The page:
7 Steps to Land Medical Jobs You Want

In Job Search
February 26, 2016

medical jobs - 7 Steps to Land Medical Jobs You Want

Medical jobs are all different and unique. They require different educational paths and certifications, but there are some similar steps one can do to increase their chances of landing one of the medical jobs they really want, whether they’re a tech or a physician.

There are a ton of different medical jobs out there. Each one needs a different level of education, certification, and licenses, but there are common tactics that help medical professionals land jobs. First, you need to decide if the medical field is right for you. It takes a ton of time and determination to make it on any level in the healthcare industry.

Depending on what you want to become, it could take anywhere from two years to 12+ years to work in the medical industry. While doctors take many years of education and training, radiology techs, however, can spend substantially less time training. They both work very hard and both must want to help people and spend time continuously learning their craft. But there are similar tactics they both can use to land their prospective job.

We have compiled a list of the best things you can do when looking for a job. Hopefully, if you follow our steps, you can land one of the medical jobs you really want.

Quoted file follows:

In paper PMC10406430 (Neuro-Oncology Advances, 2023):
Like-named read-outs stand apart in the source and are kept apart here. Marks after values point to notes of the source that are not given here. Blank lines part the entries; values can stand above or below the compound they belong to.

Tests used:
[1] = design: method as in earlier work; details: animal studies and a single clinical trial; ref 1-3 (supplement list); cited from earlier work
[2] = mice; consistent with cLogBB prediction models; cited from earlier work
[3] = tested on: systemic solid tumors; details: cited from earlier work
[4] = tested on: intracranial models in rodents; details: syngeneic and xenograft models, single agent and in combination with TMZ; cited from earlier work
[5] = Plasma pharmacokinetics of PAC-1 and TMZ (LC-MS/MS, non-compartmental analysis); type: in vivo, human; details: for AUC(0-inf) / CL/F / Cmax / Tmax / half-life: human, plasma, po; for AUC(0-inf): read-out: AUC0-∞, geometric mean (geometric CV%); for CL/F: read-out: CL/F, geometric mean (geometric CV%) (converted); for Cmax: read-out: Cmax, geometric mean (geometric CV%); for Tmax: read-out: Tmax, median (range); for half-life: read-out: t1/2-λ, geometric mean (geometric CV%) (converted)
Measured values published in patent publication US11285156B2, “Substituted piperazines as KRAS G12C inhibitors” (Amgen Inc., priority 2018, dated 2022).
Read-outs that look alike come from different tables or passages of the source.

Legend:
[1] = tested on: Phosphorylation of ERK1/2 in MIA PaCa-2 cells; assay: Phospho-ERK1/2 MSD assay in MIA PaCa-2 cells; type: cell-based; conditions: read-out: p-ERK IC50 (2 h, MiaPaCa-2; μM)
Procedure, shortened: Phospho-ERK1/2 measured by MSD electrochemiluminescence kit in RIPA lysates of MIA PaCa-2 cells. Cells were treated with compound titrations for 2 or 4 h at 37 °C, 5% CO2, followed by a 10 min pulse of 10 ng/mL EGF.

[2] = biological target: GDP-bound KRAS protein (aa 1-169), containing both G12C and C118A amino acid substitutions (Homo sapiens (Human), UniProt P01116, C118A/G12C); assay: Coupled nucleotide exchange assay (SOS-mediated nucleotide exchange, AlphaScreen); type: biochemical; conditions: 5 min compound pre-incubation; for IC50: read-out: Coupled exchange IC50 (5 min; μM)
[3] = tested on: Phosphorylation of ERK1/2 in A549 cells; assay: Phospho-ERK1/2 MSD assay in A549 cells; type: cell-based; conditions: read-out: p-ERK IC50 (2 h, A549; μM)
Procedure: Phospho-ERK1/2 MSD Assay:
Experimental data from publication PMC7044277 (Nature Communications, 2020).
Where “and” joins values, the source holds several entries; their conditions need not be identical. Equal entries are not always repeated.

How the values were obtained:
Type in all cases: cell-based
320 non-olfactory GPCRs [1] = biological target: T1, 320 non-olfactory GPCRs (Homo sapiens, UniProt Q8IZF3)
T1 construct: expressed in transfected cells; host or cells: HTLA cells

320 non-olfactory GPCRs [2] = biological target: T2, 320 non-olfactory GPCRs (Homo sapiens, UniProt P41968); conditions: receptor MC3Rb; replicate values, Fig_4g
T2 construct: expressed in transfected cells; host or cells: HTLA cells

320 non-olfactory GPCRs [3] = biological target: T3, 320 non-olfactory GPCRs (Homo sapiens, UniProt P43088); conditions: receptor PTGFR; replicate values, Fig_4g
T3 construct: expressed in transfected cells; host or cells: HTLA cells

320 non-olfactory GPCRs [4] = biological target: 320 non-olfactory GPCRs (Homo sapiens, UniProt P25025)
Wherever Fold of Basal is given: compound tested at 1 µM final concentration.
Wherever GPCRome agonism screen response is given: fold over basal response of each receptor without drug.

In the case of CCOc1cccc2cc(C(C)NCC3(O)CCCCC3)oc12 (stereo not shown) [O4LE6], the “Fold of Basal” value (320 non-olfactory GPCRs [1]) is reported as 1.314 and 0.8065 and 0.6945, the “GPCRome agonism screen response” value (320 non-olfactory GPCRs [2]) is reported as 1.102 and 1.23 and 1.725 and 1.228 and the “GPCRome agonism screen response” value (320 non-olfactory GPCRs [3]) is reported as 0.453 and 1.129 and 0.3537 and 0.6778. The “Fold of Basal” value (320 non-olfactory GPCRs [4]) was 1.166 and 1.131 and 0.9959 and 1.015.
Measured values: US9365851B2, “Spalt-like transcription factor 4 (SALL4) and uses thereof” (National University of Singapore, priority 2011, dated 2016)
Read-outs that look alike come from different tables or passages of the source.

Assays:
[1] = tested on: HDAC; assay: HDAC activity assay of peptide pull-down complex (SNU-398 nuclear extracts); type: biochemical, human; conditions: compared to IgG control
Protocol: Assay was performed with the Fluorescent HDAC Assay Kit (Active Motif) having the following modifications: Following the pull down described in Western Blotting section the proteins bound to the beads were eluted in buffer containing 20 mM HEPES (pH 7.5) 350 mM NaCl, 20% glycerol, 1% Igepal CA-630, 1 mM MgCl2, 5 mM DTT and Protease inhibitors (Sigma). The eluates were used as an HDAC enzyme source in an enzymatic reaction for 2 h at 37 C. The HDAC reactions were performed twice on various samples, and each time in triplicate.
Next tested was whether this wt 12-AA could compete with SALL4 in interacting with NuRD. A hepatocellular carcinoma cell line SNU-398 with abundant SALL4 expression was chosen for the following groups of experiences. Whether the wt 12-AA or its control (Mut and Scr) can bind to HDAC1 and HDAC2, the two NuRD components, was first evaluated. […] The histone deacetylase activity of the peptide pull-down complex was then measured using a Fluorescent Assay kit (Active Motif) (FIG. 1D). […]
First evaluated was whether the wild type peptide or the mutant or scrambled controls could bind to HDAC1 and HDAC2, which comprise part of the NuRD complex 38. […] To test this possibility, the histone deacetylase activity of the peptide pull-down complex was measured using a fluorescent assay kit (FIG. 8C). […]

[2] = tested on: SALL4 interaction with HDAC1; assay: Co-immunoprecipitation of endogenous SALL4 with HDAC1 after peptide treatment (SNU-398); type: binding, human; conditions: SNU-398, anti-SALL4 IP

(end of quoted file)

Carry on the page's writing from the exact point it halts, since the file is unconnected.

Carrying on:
Medical Jobs Require the Best People

There isn’t a lot of room for error in medical jobs. There are lives in your hands and people depend on you, so the field demands a high level of focus and training. Healthcare workers spend most of their time learning and working, so it’s a job one doesn’t do just for the money. With that being said, healthcare facilities only hire the best people and the professionals that can work autonomously as part of a team– meaning they want independent people who can also be a great asset to the team.

1. Do Great in School

You need to decide early what you want to do and run full pace at it until you realize your goal. Early in school, you need to show skill in math and science because those courses make up any medical student’s studies. The medical industry demands its candidates be self-motivated, driven, focused people who know what they want and do whatever it takes to get it.

Schooling usually takes many years, but in some instances only a couple, so you need to prepare yourself for the duration and do everything you can to build upon your studies and keep the faith and the focus. To have any chance at a good medical school or of landing a good job, you need a high GPA and great test scores. That basically means you will be partying way less than any of your non-medical friends and that you will spend most of your time studying and learning– that remains the case basically throughout medical school and the rest of your life– so you better love what you do.

2. Volunteer

Volunteering is a great way to show future employers that you care about your community and that you spent your free time doing something substantial. It’s great as a buffer for your resume as well, especially if you don’t have a lot of work experience– because you spend all of your time studying and volunteering. Volunteering will prepare you for all the free work you will have to offer during your residency if you become a doctor– only kidding, kind of.